Muir Hill tractors exist all over the world. Jim has customers in the U.S. who buy parts for their Muir Hill tractors from him. An Ohio man recently discovered a Muir Hill tractor lurking behind farm buildings he’d bought. Although the tractor wasn’t in working order, it only had 300 hours on the clock. The new owner ordered brake and axle parts, seals and other parts. With a bit of advice from Jim, he managed to get the tractor up and running. Jim is pleased to have a satisfied customer, but he also delights in the thought that far away in the U.S., another Muir Hill has been saved from the scrap and is now earning its keep.
Many of the Muir Hill tractors that were fitted with Perkins engines ended up on sugar cane plantations in Guyana and the Caribbean. Bookers Sugar Estates in Guyana had a fleet of 50 such tractors. Jim still sends parts to Jamaica for two tractors that remain in regular work there.
These big yellow beasts aren’t everyone’s idea of the perfect classic tractor. Many collectors favor smaller tractors that are easily transported. The utilitarian looking Muir Hills may not be quaint and quirky enough for those who are after a bit of gentle nostalgia.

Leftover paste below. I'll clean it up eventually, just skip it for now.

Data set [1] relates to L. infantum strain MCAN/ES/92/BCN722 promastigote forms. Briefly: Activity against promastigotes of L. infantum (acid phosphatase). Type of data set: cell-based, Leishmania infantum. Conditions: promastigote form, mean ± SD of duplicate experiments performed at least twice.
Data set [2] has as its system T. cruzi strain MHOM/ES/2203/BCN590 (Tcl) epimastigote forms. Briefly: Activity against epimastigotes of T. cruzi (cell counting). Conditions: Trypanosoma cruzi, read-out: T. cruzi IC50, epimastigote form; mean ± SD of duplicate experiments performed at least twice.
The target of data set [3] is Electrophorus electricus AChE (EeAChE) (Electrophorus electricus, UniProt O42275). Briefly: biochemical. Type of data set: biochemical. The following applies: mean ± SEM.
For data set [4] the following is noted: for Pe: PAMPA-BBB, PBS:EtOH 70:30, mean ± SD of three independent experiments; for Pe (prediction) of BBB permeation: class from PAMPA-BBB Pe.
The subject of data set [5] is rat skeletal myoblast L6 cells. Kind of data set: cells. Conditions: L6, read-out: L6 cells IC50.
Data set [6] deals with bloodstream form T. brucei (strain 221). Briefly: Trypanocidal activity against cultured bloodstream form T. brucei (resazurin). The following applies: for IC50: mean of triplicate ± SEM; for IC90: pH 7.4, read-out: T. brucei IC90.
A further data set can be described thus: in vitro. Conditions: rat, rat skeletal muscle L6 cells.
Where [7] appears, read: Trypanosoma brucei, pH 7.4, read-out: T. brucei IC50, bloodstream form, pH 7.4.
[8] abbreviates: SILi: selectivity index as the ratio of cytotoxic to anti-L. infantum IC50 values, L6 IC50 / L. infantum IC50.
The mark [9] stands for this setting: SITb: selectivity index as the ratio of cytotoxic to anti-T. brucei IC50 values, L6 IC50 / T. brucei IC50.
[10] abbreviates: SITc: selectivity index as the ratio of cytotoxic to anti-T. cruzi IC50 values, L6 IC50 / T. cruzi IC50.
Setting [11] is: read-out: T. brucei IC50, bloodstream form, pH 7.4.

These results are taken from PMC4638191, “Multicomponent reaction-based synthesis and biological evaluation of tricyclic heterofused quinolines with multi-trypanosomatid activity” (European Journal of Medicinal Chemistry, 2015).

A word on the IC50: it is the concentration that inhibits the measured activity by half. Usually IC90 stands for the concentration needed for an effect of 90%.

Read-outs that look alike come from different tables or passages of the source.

Despite many years as a Muir Hill fan, Jim didn’t buy one of his own until 2006. He still has that Series 3 tractor. “It still hasn’t been restored,” he says with a laugh. “The problem is, my stuff always comes last.” When I called to see Jim, he had removed the cab from a Series 2 Muir Hill for restoration. “I’ve given the rest of the tractor a complete rebuild,” he says, “so I’m just sorting out the cab now.” Whilst the tinwork on a Muir Hill is made of sturdy stuff, the cab is typically one of the first things to rust away. Jim is able to restore cabs by fabricating doors and windows and by replacing damaged metalwork, glass and the all-important sliding mechanisms.